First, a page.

Russia wants Facebook to store data locally
Facebook (FB) has nine months to comply with Russia’s data localization law or risk being kicked out of the country, according to a report from The Guardian.
Facebook is one of the top social networks in Russia. It held 21.9% of the social media market in Russia in March, ranking second behind VKontakte with its 22.6% market share, according to StatCounter data. Pinterest (PINS), Twitter (TWTR), and Google’s (GOOGL) YouTube held 17%, 14.8%, and 13.6% shares of the social media market in Russia, respectively, in March.
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In 2015, Russia adopted a law that requires social media companies to store data on its citizens in data centers located in the country. In 2016, Russia blocked Microsoft’s (MSFT) LinkedIn from operating in the country after it failed to comply with its data localization law.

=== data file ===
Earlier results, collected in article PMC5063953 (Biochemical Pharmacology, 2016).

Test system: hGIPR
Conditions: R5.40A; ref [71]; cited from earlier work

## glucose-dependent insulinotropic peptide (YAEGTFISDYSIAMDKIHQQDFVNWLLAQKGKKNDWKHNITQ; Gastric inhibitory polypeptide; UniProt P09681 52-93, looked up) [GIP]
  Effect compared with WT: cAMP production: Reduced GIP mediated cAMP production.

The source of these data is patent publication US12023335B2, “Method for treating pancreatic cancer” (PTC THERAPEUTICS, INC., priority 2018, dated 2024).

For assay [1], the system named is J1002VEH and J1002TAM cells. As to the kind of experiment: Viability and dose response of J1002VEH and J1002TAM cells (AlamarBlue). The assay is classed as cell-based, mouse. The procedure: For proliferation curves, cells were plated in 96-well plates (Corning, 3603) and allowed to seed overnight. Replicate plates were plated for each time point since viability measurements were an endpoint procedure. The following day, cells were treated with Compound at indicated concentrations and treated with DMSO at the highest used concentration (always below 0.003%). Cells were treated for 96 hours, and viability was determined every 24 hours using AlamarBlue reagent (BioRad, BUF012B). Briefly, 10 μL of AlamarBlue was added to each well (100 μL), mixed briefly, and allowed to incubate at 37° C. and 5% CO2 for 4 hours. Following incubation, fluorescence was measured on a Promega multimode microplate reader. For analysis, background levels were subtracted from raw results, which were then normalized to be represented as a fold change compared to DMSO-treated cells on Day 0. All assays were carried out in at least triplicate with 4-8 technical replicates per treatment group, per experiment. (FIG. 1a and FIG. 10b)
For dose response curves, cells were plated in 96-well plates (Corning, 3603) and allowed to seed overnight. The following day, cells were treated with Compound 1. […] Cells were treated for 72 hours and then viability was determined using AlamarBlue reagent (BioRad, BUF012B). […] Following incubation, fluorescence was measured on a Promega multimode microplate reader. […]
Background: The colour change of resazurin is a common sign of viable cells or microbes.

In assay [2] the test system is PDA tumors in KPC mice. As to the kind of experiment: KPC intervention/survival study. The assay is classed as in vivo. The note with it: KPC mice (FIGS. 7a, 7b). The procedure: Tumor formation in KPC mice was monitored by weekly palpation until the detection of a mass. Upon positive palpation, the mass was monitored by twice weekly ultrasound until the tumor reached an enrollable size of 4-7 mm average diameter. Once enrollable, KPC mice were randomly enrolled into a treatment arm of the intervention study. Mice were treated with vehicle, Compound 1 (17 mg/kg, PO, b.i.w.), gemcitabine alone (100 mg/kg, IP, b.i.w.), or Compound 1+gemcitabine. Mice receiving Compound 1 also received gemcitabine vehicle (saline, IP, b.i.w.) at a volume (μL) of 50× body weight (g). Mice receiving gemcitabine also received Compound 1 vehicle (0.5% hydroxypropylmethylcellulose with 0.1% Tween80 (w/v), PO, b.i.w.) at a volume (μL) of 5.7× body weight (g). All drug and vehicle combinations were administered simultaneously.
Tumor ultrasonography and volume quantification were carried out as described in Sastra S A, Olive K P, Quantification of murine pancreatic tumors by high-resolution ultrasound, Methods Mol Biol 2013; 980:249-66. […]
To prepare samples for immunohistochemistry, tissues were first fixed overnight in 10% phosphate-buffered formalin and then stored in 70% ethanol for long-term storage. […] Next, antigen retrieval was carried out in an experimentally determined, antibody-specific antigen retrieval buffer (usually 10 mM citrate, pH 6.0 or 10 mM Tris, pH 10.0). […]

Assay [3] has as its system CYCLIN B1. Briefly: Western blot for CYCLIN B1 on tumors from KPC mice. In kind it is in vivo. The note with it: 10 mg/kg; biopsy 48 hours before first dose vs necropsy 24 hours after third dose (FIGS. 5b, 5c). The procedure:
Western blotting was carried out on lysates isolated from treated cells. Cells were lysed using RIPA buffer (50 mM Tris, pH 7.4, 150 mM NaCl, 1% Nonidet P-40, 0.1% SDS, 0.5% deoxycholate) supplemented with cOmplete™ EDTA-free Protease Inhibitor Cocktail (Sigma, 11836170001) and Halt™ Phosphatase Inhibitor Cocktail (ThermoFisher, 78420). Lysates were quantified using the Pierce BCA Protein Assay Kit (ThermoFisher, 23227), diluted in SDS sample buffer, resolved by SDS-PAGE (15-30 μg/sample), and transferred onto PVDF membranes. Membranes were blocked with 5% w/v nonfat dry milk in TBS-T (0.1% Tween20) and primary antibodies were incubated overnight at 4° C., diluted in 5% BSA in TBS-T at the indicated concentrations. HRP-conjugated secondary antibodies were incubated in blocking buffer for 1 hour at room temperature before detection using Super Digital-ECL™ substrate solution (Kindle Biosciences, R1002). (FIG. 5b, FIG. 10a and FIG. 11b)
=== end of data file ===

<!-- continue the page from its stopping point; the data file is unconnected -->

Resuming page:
Facebook sees risk in Russia’s data localization stance
Facebook sees identified data localization as a risk to its business. Speaking after Facebook released its first-quarter earnings results in April, CEO Mark Zuckerberg said that the company wouldn’t store sensitive data in countries where it might be abused. The executive went on to state that Facebook’s business would be hurt if the company were blocked in a major country because of data localization demands.
Facebook derives most of its revenue from advertising. In the first quarter, advertising sales accounted for 99% of its revenue. Russia is one of the countries in which marketers are increasingly shifting their budgets online, expanding the addressable market for digital advertising providers such as Facebook.